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(extract from email to warmwell received June 18 2005)

"....where will our soil fertility come from if the livestock manure is no longer an input within the system?"

I was particularly disturbed the other night when I read that email on farmtalking about the removal of 30,000 Shetland sheep each year for incineration on the mainland. This just gutted me, and I felt this surge of inner anger.....Roy Anderson is certainly a central player. the fact that they can launch these mass cull schemes on the basis of the result of some stupid computer modelling programme , which costs the taxpayer a fortune. yet what real good do these predictions provide for anyone ?

I wonder whether the expansion of oilseed biofuels is something to do with trying to drive cattle farming out of England ? But where will our soil fertility come from if the livestock manure is no longer an input within the system?

30,000 calves per year are apparently taken out of the foodchain per year due to passport application refusals. What the (farming media) do not realise is that when the smaller farmers are all gone, there will only be a few farmers left to buy their magazine. So why don't they run stories to help the farmers maintain themselves against government stamp out schemes ?

I just do not know what we can do about all of this... I have more TB reactors going on tuesday for slaughter.... another 10 have developed inconclusive lumps , which probably means that they will go positive after the next test in six weeks time.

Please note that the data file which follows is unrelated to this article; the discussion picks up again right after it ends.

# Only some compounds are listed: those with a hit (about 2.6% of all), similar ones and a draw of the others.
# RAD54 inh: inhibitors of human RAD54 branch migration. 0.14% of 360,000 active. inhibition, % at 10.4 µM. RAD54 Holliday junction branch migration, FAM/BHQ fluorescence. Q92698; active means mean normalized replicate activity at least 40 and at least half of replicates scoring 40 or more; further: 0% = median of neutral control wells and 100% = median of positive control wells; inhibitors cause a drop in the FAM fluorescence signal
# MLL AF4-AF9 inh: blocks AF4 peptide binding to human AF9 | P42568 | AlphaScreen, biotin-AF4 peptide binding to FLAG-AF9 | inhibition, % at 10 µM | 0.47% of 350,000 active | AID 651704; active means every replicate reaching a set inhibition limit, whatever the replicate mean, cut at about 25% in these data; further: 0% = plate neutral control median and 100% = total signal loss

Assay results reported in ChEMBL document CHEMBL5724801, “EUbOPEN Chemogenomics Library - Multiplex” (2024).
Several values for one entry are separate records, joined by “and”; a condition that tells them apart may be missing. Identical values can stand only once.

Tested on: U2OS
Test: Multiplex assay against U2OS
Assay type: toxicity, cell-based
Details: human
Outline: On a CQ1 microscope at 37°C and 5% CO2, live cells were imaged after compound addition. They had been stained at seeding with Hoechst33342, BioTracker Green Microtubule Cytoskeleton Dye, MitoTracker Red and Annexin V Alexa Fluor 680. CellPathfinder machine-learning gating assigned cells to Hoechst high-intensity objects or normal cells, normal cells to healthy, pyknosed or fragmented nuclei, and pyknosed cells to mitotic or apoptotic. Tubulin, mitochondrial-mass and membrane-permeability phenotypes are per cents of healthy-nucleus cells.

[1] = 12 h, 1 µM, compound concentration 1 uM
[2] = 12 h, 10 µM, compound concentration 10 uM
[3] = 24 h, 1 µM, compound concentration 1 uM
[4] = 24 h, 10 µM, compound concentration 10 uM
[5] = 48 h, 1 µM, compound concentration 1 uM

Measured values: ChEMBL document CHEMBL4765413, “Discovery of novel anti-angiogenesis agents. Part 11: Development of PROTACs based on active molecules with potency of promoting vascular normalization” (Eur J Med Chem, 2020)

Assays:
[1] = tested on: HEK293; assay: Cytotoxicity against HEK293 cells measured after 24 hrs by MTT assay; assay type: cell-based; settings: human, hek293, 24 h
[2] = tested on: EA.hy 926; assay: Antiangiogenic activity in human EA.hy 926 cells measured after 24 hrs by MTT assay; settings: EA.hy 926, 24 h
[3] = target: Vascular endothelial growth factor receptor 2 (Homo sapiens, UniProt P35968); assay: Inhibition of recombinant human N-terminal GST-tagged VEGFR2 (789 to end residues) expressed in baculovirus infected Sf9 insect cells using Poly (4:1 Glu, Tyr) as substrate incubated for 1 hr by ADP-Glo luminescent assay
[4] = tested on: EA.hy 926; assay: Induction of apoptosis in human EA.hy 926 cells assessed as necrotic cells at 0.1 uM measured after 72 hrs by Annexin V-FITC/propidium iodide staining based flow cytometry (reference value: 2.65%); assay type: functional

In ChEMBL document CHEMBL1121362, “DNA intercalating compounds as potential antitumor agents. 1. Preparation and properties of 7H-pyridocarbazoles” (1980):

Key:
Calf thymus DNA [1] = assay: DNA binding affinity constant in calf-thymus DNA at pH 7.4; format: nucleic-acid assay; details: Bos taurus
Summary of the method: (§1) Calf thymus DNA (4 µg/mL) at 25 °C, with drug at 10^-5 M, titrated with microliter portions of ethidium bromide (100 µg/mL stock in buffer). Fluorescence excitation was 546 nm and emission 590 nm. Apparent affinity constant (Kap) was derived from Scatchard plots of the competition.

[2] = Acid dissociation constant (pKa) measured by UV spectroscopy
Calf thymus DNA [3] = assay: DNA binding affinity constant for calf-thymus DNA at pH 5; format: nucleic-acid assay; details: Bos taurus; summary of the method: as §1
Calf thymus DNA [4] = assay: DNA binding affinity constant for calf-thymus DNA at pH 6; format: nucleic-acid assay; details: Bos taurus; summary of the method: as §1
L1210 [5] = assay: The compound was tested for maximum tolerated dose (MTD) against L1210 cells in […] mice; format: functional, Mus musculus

The one alteration in our farming system is that we have ceased to use lime based fertilisers due to our drastic cost cutting measures. The upshot of this is increased soil acidity, reflected by the take over of our fields by buttercups where clover used to flourish. Increased soil acidity results in increased iron levels in the pasture grasses, which, in turn, increases iron uptake in the biosystem of the grazing animals. It is well recognised that iron is an essential co factor that is required by the TB mycobacterium in order to manifest its pathogenicity - disease causing capacity.

Intriguingly, the TB hotspot areas are in the areas where iron ore used to be mined - Cornwall /Devon/ Brendon hills/Exmoor/Forest of Dean/Mendip hills.

Trials in an area of intensive mycobacteria infestation in Michigan , involved the liming of pastures of the affected farms which produced a ten fold reduction in incidence of the infection. Why does DEFRA ignore this kind of published study? If lime spreading is all that is required to lock up the iron in the TB affected areas, then it would pay the government well to subsidise lime spreading on all TB farms at a greatly reduced overall cost in relation to the cost of the massive TB cull scheme that is currently in place.

I have ordered in the limespreaders as well as started to feed my cows a supply of lactoferrin protein which should chelate the excess iron within their biosystems as a best means of halting the disease in its tracks. I will let you know if I produce the same dramatic results of recovery that were produced in Michigan